“Avoid the big rocks.” Jói said, deadpan. Of course he then completely contradicted himself. I followed Árni, suppressing a rising panic. The adrenaline was nice though, as was the scenery.
After we hit a particularly colourful patch of larger rocks, mixed with sliding gravel on an incline, I stalled the bike. Getting it started on an incline was no easy task and I became exhausted from the effort. I was challenged by the repetitive pumping at the kick-starter for one, and two, finding neutral with my Stormtrooper boots was about as precise as playing the game ‘Operation’ with a hammer. I finally got the bike started and tried to make an ascent up the chunky gravel path. My foe was fear and after 20 meters or so I slipped and slammed onto my left side. I tried to stop the bike from getting scratched up as it belonged to Jói´s son. It wasn’t a bad fall but bad enough to stop me there. We stored the bike in a ditch and Jói took me on the back of his bike the rest of the way down. Atta atta atta atta as we bounced down the mountain. “So this is how it ends!” I thought. But he is a master of this machine and after I stopped panicking I realised how smooth the ride was in comparison to mine. Relaxing is one of the keys to getting the hang of riding off road. Not looking down is the other key.
The Rocks Of Death
We arrived in this expansive valley, scooped out like a fluted punchbowl between mountains, made up of lava rocks, coarse stones and boulders. There, a track had been dragged out in the base of the bowl. Jói and the guys got to work. First in the undulating dirt and gravel path, then the rocks.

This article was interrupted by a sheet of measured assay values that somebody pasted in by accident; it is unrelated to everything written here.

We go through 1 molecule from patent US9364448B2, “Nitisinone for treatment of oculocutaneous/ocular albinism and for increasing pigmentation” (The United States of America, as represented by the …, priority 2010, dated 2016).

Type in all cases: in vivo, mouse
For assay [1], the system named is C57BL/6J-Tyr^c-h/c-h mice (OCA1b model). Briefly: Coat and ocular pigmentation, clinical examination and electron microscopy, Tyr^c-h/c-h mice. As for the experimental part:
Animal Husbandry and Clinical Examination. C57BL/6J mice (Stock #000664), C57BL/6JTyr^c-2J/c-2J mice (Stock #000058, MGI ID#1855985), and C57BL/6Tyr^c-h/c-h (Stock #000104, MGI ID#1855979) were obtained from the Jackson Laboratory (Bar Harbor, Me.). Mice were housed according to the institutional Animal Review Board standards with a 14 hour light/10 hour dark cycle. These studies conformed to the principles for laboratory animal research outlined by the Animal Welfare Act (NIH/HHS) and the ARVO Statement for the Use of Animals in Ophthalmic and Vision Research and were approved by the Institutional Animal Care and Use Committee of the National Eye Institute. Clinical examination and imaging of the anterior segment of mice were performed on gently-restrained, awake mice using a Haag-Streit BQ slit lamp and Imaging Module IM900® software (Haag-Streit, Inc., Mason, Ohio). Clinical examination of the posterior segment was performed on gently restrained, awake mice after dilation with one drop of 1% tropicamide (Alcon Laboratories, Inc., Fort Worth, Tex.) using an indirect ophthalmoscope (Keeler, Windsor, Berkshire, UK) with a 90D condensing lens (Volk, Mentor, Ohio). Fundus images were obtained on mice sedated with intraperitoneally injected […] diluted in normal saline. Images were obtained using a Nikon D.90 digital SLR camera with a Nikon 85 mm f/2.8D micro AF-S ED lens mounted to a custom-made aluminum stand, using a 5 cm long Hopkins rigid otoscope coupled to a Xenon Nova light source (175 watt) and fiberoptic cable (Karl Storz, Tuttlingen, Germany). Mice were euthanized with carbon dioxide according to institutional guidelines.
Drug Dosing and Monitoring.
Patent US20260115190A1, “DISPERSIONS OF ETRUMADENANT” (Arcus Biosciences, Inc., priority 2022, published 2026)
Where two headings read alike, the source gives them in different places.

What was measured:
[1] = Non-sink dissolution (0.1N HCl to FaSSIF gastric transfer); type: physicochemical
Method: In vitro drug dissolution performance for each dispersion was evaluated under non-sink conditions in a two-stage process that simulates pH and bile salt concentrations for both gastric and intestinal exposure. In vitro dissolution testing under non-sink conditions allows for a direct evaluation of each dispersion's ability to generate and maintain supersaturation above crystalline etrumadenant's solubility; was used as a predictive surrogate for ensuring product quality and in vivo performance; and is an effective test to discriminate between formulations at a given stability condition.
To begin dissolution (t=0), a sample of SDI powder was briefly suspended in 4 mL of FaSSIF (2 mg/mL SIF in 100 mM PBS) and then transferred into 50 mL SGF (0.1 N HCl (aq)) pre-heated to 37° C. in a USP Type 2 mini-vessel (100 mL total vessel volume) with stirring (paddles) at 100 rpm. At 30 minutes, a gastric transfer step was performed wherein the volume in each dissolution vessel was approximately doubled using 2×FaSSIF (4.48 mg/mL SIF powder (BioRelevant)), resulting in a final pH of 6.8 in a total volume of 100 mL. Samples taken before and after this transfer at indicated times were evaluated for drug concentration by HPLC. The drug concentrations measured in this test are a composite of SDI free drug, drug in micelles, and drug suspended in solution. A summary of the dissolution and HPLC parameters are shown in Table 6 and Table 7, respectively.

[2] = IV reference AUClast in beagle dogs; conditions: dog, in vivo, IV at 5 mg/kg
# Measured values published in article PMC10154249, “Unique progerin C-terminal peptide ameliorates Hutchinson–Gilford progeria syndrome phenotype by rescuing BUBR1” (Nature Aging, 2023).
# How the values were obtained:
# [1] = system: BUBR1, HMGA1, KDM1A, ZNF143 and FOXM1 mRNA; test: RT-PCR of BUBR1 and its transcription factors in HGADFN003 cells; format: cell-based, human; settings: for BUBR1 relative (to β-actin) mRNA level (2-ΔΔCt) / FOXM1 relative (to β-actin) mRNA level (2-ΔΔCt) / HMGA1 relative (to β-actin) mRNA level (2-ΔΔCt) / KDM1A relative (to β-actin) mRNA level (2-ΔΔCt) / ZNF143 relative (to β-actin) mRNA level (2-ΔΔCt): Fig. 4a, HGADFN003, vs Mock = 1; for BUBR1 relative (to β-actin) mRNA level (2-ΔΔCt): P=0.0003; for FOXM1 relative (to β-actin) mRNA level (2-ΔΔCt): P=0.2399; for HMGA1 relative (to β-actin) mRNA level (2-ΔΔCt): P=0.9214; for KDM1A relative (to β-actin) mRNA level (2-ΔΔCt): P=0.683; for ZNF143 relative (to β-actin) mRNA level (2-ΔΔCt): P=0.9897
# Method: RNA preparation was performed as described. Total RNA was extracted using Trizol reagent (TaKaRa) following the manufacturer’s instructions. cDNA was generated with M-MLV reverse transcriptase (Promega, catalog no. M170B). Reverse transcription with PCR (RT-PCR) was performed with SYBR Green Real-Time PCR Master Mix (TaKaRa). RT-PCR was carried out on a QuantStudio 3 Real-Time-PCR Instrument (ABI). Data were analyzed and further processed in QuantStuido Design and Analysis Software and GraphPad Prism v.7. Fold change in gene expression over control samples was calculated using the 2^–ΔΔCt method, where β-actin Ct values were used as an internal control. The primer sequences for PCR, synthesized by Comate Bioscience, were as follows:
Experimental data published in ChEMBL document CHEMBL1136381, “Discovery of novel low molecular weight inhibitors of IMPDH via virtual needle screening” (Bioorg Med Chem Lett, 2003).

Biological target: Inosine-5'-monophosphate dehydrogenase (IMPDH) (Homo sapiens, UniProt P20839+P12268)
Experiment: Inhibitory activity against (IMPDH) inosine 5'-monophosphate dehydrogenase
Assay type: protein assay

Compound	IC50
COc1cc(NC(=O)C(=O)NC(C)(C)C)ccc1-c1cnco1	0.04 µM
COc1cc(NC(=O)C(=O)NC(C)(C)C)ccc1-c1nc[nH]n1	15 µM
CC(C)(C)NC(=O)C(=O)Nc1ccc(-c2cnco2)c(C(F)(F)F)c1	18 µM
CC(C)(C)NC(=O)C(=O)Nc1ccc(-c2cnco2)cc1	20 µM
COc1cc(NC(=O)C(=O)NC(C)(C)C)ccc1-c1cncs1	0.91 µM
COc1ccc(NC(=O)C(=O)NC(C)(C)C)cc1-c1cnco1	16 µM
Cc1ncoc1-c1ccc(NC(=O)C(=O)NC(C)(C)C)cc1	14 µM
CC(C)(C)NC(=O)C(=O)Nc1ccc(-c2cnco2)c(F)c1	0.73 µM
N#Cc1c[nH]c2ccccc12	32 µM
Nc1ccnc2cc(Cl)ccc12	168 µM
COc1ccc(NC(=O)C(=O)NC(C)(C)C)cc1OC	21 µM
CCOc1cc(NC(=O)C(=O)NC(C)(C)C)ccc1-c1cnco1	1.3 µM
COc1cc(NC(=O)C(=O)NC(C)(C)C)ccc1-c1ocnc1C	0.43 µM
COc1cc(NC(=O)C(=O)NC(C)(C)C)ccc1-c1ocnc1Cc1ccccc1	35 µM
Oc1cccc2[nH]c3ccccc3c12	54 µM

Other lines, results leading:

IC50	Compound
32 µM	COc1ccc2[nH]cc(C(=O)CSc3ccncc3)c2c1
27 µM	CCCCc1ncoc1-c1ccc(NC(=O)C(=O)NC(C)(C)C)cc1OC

While in the valley, instead of riding, I photographed, and was relieved to do something I was familiar with. For a moment I forgot about the return journey. I was going to have to pick up that bike and ride it back down that hill and around the mountain or push it walking. And I was not going to push it walking. We arrived at the bike and Jói brought it onto the path. I got myself in position on the alternative path facing downhill. I saw Jói waiting for me on the other side and as I came down he motioned “YOU GO GIRL” with his fist. Then I stalled. Great. After kicking it to hell it started and promptly stalled again. Jói came over and firmly stated something like “What are you doing looking down? You know where first gear is! Why are you looking at your foot? It’s there! Always!” He then repeated Árni’s advice about looking ahead on the path and not down at the ‘rocks of death’ beneath. This serious directive, which went straight to my muscles, and they obeyed.
It was only then that I had my first glimpse of the joy of the off-road world and as it opened up to me, I drove home in first, then second, third, feeling the slight shifting of the ground underneath me evening out into a gentle purring path of soft terrain. The shocks of the bike felt more and more like I was sitting on a Lazy Boy sofa. I began to trust the machine, look ahead and enjoy.
The best way to see the countryside is on a motorcycle. Better yet on an off-road one. Take a Land Rover if you require a shielded sense of safety, horses if you love animals, or walk if you love to take it slow. But if you ride motorcycles you know what I’m talking about.